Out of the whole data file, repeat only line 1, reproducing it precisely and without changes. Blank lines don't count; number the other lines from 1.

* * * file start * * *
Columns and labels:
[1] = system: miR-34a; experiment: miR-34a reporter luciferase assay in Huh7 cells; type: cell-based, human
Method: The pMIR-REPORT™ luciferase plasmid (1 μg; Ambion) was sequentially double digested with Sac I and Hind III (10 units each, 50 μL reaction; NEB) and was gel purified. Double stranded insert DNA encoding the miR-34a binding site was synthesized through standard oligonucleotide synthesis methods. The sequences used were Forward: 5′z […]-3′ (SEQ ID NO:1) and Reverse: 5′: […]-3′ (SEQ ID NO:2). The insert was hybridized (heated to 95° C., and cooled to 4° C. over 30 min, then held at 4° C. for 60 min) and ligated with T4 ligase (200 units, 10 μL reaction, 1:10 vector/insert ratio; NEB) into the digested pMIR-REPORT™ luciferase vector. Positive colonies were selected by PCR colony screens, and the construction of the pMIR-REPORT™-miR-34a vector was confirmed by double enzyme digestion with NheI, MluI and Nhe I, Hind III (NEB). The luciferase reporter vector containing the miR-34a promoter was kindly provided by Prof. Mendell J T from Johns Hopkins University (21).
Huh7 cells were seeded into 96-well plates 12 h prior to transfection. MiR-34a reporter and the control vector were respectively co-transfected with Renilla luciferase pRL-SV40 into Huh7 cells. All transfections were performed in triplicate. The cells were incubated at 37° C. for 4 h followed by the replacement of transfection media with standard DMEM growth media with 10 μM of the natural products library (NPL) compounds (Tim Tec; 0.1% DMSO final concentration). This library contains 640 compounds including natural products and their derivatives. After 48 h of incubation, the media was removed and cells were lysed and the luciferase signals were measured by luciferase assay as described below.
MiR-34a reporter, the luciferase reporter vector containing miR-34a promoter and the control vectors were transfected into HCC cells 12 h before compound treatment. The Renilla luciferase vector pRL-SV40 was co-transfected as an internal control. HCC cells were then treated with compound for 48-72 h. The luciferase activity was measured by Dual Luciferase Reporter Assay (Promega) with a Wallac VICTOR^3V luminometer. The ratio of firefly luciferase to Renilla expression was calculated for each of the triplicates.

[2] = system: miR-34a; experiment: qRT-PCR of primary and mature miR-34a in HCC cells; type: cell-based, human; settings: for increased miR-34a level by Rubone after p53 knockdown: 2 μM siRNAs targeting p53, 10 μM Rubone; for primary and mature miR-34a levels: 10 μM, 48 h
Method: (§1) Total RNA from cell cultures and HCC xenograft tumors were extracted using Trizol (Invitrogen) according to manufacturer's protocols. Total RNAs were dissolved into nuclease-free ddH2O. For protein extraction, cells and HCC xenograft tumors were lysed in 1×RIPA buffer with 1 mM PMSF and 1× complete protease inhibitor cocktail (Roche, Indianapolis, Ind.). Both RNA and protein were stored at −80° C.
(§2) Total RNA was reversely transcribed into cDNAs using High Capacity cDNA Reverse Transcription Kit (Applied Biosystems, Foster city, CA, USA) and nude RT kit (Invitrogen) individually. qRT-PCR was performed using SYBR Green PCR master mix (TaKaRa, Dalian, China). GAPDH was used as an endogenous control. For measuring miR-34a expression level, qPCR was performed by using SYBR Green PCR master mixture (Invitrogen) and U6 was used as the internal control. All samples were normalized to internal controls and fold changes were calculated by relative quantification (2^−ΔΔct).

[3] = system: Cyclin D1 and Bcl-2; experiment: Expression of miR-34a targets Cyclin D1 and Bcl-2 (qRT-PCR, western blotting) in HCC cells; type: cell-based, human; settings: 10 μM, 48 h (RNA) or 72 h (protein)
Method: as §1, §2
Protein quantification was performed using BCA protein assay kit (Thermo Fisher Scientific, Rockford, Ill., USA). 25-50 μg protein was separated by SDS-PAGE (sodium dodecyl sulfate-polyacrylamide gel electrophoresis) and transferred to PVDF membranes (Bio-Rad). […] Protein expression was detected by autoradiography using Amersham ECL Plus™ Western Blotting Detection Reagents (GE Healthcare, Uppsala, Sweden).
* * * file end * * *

Columns and labels: